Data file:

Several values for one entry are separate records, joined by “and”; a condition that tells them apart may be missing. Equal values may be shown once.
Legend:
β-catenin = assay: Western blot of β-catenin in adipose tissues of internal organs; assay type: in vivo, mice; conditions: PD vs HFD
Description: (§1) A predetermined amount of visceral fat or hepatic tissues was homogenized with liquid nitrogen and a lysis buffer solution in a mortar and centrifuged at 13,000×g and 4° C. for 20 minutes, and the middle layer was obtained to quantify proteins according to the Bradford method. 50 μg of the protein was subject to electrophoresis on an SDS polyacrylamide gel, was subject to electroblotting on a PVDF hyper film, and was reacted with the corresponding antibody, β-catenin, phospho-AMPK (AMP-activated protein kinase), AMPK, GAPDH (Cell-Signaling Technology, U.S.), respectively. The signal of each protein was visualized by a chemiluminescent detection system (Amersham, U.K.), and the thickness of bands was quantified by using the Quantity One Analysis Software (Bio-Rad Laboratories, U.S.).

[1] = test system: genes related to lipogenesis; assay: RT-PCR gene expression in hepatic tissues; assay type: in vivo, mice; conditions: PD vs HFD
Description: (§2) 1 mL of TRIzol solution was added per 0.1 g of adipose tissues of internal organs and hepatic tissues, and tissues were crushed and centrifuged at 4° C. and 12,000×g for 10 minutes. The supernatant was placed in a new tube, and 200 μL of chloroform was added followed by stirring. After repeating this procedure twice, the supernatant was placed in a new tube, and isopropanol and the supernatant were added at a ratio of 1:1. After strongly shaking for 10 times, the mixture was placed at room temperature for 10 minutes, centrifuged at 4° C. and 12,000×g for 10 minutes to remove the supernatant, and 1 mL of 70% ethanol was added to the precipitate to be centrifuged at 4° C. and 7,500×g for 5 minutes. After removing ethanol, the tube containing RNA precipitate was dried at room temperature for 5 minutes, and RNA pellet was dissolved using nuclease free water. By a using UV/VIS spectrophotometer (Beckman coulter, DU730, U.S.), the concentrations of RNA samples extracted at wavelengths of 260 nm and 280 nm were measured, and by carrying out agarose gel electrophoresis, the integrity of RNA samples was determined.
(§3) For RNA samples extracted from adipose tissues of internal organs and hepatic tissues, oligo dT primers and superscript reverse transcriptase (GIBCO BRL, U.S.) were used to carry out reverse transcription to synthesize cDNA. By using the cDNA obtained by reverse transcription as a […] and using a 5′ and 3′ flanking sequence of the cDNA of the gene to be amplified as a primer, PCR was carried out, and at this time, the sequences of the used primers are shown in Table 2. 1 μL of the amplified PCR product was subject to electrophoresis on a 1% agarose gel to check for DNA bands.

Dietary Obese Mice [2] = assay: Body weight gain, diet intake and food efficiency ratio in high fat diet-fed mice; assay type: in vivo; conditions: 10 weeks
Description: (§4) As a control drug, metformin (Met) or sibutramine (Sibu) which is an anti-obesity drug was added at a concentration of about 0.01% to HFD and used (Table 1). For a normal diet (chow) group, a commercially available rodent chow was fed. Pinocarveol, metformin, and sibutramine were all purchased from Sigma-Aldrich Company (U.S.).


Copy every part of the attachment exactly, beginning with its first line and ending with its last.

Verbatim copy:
Several values for one entry are separate records, joined by “and”; a condition that tells them apart may be missing. Equal values may be shown once.
Legend:
β-catenin = assay: Western blot of β-catenin in adipose tissues of internal organs; assay type: in vivo, mice; conditions: PD vs HFD
Description: (§1) A predetermined amount of visceral fat or hepatic tissues was homogenized with liquid nitrogen and a lysis buffer solution in a mortar and centrifuged at 13,000×g and 4° C. for 20 minutes, and the middle layer was obtained to quantify proteins according to the Bradford method. 50 μg of the protein was subject to electrophoresis on an SDS polyacrylamide gel, was subject to electroblotting on a PVDF hyper film, and was reacted with the corresponding antibody, β-catenin, phospho-AMPK (AMP-activated protein kinase), AMPK, GAPDH (Cell-Signaling Technology, U.S.), respectively. The signal of each protein was visualized by a chemiluminescent detection system (Amersham, U.K.), and the thickness of bands was quantified by using the Quantity One Analysis Software (Bio-Rad Laboratories, U.S.).

[1] = test system: genes related to lipogenesis; assay: RT-PCR gene expression in hepatic tissues; assay type: in vivo, mice; conditions: PD vs HFD
Description: (§2) 1 mL of TRIzol solution was added per 0.1 g of adipose tissues of internal organs and hepatic tissues, and tissues were crushed and centrifuged at 4° C. and 12,000×g for 10 minutes. The supernatant was placed in a new tube, and 200 μL of chloroform was added followed by stirring. After repeating this procedure twice, the supernatant was placed in a new tube, and isopropanol and the supernatant were added at a ratio of 1:1. After strongly shaking for 10 times, the mixture was placed at room temperature for 10 minutes, centrifuged at 4° C. and 12,000×g for 10 minutes to remove the supernatant, and 1 mL of 70% ethanol was added to the precipitate to be centrifuged at 4° C. and 7,500×g for 5 minutes. After removing ethanol, the tube containing RNA precipitate was dried at room temperature for 5 minutes, and RNA pellet was dissolved using nuclease free water. By a using UV/VIS spectrophotometer (Beckman coulter, DU730, U.S.), the concentrations of RNA samples extracted at wavelengths of 260 nm and 280 nm were measured, and by carrying out agarose gel electrophoresis, the integrity of RNA samples was determined.
(§3) For RNA samples extracted from adipose tissues of internal organs and hepatic tissues, oligo dT primers and superscript reverse transcriptase (GIBCO BRL, U.S.) were used to carry out reverse transcription to synthesize cDNA. By using the cDNA obtained by reverse transcription as a […] and using a 5′ and 3′ flanking sequence of the cDNA of the gene to be amplified as a primer, PCR was carried out, and at this time, the sequences of the used primers are shown in Table 2. 1 μL of the amplified PCR product was subject to electrophoresis on a 1% agarose gel to check for DNA bands.

Dietary Obese Mice [2] = assay: Body weight gain, diet intake and food efficiency ratio in high fat diet-fed mice; assay type: in vivo; conditions: 10 weeks
Description: (§4) As a control drug, metformin (Met) or sibutramine (Sibu) which is an anti-obesity drug was added at a concentration of about 0.01% to HFD and used (Table 1). For a normal diet (chow) group, a commercially available rodent chow was fed. Pinocarveol, metformin, and sibutramine were all purchased from Sigma-Aldrich Company (U.S.).